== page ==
Rajasthan has a very diverse cultural collection of musician castes, including Langas, Sapera, Bhopa, Jogi and Manganiyar. Rajasthan Diary quotes it as a soulful, full-throated music with Harmonious diversity. The haunting melody of Rajasthan evokes from a variety of delightfully primitive looking instruments. The stringed variety include the Sarangi, Rawanhattha, Kamayacha, Morsing and Ektara.Percussion instruments come in all shapes and sizes from the huge Nagaras and Dhols to the tiny Damrus. The Daf and Chang are a big favourite of the Holi (the festival of colours) revellers. Flutes and bagpipers come in local flavours such as Shehnai, Poongi, Algoza, Tarpi, Been and Bankia. The essence of Rajasthani Music is derived from the creative symphony of string instruments, percussion instruments and wind instruments accompanied by melodious renditions of folk singers. It enjoys a respectable presence in Bollywood (Indian Film Fraternity) Music as well.

Bauls

The Bauls of Bengal were a mystical order of musicians in 18th, 19th and early 20th century India who played a form of music using a khamak, ektara and dotara. The word Baul comes from Sanskrit batul meaning divinely inspired insanity. They are a group of mystic minstrels. They are thought to have been influenced greatly by the Hindu tantric sect of the Kartabhajas as well as by Sufi sects. Bauls travel in search of the internal ideal, Maner Manush (Man of the Heart).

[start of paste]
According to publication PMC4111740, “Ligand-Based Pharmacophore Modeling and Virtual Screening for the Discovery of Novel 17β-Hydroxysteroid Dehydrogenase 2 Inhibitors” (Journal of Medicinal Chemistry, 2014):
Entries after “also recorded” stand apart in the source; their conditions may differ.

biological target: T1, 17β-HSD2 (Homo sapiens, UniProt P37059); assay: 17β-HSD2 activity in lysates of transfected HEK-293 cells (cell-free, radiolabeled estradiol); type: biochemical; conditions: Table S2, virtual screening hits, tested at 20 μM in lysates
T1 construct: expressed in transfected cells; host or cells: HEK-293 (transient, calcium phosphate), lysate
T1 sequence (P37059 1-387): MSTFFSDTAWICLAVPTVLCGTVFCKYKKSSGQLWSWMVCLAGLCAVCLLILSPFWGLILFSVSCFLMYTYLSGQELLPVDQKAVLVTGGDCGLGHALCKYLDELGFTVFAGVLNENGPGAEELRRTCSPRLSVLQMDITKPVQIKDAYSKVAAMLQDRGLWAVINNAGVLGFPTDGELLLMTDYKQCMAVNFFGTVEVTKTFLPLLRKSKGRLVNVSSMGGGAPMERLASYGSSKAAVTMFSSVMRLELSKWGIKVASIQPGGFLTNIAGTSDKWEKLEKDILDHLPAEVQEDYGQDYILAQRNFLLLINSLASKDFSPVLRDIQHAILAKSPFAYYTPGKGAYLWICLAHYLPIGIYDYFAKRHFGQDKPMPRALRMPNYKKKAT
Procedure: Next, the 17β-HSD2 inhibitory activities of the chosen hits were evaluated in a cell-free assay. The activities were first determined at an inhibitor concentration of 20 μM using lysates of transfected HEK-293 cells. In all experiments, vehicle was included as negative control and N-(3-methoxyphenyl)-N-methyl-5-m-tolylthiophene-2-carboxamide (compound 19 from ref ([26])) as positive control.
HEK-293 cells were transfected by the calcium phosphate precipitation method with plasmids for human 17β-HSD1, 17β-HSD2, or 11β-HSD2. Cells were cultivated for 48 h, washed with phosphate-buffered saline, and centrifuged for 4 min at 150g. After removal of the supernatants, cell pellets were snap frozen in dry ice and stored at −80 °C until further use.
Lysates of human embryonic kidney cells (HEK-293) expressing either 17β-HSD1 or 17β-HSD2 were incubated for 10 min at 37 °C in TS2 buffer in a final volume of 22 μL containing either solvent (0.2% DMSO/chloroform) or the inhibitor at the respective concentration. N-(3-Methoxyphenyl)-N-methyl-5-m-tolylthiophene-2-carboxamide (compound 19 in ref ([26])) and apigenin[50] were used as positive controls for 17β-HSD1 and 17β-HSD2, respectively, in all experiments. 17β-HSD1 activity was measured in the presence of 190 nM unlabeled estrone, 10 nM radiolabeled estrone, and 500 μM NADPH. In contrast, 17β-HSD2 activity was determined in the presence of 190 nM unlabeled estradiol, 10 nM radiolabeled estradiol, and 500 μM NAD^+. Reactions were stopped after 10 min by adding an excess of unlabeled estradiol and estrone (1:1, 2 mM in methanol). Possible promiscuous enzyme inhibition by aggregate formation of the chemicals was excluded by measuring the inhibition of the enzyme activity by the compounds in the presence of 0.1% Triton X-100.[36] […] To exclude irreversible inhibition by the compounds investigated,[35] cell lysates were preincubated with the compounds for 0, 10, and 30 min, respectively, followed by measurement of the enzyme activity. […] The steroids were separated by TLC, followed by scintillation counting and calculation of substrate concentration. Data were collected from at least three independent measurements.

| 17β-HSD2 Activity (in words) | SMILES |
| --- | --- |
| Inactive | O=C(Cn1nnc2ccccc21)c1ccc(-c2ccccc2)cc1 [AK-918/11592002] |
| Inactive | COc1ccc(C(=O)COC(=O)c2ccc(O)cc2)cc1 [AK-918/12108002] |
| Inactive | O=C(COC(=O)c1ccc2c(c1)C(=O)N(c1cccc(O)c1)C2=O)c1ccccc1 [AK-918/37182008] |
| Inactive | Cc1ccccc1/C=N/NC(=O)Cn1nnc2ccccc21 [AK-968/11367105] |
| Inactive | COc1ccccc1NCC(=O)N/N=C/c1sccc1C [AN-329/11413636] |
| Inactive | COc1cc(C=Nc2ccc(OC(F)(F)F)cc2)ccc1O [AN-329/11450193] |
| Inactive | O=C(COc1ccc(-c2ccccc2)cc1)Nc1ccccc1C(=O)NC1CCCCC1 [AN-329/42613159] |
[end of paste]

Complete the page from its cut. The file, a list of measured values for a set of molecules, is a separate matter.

Rabindra Sangeet

A towering figure of Indian music was Rabindranath Tagore. Writing in Bengali, he created a library of over 2,000 songs now known by Bengalis as rabindra sangeet whose form is primarily influenced by Hindustani classical thumri style. Many singers in West Bengal proudly base their entire careers on the singing of Tagore musical masterpieces.

 

Qawwali

Qawwali is a Sufi form of devotional music based on the principles of Hindustani classical. It is performed with one or two lead singers, several chorus singers, harmonium, tabla, and dholak.

Indian Pop Music

The biggest form of Indian pop music is filmi, or songs from Indian musical films. The Film industry of India supported music by according reverence to classical music while utilizing the western orchestration to support Indian melodies. Music composers like C. Ramchandra, Salil Chowdhary, S.D. Burman, Vasant Desai, Shankar Jaikishan employed the principles of harmony while retaining classical and folk flavour. Reputed names in the domain of Indian classical music like Pt. Ravishankar, Ustad Vilayat Khan, Ustad Ali Akbar Khan and Pt. Ramnarayan have also composed music for films. Independent pop acts such as Asha Bhosle, Alisha Chinai, Shaan, Madhushree, Shreya Ghoshal, Nihira Joshi, Kavita Krishnamurthy, Chinmayi Sripada, Sonu Nigam, Sukhwinder Singh, KK, Kunal Ganjawala, Sunidhi Chauhan, Alka Yagnik and rock bands like Indus Creed, Indian Ocean, and Euphoria exist and have gained mass appeal with the advent of cable music television.

Interaction with non-Indian music

In the late 1970s and early 1980s, rock and roll fusions with Indian music were well-known throughout Europe and North America. Ali Akbar Khan’s 1955 performance in the United States was perhaps the beginning of this trend.

Jazz pioneers such as John Coltrane—who recorded a composition entitled ‘India’ during the November 1961 sessions for his album Live At The Village Vanguard also embraced this fusion. George Harrison (of the Beatles) played the sitar on the song “Norwegian Wood (This Bird Has Flown)” in 1965, which sparked interest from Shankar, who subsequently took Harrison as his apprentice. Jazz innovator Miles Davis recorded and performed with musicians like Khalil Balakrishna, Bihari Sharma, and Badal Roy in his post-1968 electric ensembles. Other Western artists like the Grateful Dead, Incredible String Band, the Rolling Stones, the Move and Traffic soon incorporated Indian influences and instruments and added Indian performers.